EU boost for local economy

EU boost for local economy

Greece secured two vital sources of liquidity from the European Union on Thursday that will help it to rebound next year: the extension of the European Central Bank’s extraordinary bond-buying program (PEPP) and the unblocking of the Next Generation EU fund following the agreement of the majority of EU states with Hungary and Poland.

Frankfurt has expanded its program against the pandemic’s impact by another 500 billion euros to reach €1.85 trillion and extended its application for another nine months – i.e. until March 2022. Furthermore, reinvestments will continue until at least the end of 2023.

For Greece, the quantitative easing measures that have applied since last April and which allow its bonds to be accepted as collateral despite their “junk” status will be extended until June 2022. Still, when asked on Thursday what will happen with the Greek bonds once the PEPP program expires, ECB head Christine Lagarde only said the matter had not been discussed at the lender’s Executive Board meeting.

According to a senior Finance Ministry official, these decisions “secure a certain source of demand for whatever issue we make next year.”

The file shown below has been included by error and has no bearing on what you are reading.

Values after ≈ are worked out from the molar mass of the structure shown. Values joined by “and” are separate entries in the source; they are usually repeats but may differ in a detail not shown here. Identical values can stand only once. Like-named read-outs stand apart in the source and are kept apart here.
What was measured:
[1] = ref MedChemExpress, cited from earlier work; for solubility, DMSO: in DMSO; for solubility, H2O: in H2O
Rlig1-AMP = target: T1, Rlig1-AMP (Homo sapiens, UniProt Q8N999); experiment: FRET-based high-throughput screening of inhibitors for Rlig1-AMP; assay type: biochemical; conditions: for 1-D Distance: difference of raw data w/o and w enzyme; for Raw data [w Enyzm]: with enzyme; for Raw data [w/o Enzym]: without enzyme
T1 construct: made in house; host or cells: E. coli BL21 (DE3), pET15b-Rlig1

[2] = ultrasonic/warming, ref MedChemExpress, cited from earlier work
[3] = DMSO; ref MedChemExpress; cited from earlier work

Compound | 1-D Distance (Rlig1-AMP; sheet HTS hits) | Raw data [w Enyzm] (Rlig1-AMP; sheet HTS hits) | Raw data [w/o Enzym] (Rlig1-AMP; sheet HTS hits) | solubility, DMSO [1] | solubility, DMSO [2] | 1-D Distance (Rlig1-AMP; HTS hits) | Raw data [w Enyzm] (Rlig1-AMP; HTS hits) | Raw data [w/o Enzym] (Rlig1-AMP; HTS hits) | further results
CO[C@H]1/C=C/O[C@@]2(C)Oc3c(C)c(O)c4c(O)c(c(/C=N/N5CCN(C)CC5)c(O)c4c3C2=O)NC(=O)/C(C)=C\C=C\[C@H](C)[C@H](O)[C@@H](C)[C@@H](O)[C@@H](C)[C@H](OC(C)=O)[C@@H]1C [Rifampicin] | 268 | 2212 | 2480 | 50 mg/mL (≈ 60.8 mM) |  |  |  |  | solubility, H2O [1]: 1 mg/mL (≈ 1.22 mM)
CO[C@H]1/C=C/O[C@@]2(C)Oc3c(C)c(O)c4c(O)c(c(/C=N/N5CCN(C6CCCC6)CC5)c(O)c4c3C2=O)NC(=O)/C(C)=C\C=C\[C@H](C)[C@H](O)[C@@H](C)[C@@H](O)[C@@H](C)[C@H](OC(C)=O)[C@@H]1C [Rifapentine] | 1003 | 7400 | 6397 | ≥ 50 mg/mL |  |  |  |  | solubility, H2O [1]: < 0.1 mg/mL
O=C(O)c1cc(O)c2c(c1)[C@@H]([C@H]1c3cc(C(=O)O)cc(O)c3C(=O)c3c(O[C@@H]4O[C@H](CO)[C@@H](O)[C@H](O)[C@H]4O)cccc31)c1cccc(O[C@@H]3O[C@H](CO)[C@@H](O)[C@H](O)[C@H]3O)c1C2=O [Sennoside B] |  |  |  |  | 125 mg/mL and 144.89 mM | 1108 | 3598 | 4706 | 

Besides Frankfurt, there was good news coming from Brussels too, as the European Council meeting confirmed that the impasse from the Hungarian and Polish veto is over. This has opened the way for the financing from the Next Generation EU fund and the implementation of the bloc’s seven-year budget.

The lifting of the uncertainty, a banking source said on Thursday, is leading to the government’s baseline scenario for the start of inflows over the second half of next year. The only question that remains now concerns the loans from the fund, amounting to about €13 billion.

The government’s proposal for the use of those resources for credit for private investments (provided that they are at least 50% financed through bank loans and private capital) has not yet received an approval. This would constitute a novelty for the European Commission too, sources say, as other countries might follow that example.

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